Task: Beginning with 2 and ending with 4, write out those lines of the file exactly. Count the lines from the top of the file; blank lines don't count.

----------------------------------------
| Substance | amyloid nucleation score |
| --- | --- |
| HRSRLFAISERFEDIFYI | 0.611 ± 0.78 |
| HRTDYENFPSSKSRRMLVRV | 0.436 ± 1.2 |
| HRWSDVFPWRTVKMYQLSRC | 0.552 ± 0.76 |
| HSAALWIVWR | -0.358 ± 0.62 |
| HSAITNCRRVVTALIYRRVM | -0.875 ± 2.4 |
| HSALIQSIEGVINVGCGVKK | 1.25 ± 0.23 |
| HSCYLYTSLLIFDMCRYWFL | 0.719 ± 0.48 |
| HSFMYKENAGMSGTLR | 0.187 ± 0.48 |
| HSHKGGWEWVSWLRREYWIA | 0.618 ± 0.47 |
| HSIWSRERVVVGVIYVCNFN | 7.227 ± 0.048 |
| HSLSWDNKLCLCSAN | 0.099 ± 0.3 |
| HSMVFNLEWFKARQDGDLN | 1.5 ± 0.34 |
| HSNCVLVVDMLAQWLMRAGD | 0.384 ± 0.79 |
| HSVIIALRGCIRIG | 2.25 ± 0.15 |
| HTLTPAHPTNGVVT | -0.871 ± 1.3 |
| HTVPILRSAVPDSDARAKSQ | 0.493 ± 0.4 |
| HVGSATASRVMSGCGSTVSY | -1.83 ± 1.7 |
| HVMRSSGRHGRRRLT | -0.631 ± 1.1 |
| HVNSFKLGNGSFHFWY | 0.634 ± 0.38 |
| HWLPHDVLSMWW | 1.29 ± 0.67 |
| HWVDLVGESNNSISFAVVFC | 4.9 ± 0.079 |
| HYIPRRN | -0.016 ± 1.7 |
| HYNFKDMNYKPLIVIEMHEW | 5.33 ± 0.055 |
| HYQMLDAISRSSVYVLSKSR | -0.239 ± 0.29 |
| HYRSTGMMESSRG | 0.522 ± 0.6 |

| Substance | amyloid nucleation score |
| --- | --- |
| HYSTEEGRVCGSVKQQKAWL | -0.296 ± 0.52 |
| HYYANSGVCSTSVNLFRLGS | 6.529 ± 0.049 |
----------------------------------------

| --- | --- |
| HRSRLFAISERFEDIFYI | 0.611 ± 0.78 |
| HRTDYENFPSSKSRRMLVRV | 0.436 ± 1.2 |